In one of the lanes, Midland Spinner 673 can be found. As you can see from the pictures above, this locomotive is extremely elegant, it’s beautiful lines that speak of an age when railways were at the forefront of engineering magnificence. There’s no doubt why this locomotive has such a prominent spot in the museum.
Sitting beside the Spinner is a steam locomotive that shares a similar livery, but not quite the same aesthetics! The prototype Hughes “Crab” class 2-6-0 is a hugely significant machine, but is it beautiful? The nickname of Crab came from it’s crab-like looks; a result of it’s running board, a portion of which was especially high to accommodate the large high-angled cylinders. This aided access for maintenance and therefore was a practical measure.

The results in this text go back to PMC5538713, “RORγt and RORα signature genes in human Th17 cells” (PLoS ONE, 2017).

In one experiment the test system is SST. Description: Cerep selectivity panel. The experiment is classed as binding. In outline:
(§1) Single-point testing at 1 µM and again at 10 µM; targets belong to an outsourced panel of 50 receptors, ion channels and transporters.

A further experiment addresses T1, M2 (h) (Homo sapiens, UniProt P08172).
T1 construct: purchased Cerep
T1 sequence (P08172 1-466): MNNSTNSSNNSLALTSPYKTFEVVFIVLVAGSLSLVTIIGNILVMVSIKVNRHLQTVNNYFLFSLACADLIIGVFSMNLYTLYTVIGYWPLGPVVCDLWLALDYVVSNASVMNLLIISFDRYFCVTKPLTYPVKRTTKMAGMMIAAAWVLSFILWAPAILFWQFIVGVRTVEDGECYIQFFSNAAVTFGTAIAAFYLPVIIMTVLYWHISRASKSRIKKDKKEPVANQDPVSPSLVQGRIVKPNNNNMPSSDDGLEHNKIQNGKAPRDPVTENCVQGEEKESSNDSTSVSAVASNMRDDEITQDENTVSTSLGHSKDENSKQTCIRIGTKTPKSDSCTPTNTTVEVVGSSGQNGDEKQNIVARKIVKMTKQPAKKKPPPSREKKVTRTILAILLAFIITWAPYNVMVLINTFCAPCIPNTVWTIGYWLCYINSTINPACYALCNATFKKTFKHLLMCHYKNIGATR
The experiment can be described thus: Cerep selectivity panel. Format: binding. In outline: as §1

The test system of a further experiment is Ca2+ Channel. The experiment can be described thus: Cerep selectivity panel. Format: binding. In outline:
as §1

Described by some as “ungainly”, there is no doubting that the Crab lacks the grace and elegance of the Midland Spinner. However, I’m quite fond of it’s chunky looks and believe that a mechanical beauty can be found, as with most steam locomotives, even the Southern Q1 class! What do you think? Feel free to comment!
To read about other exhibits to be found in the National Railway Museum during this visit in 2013, please click here.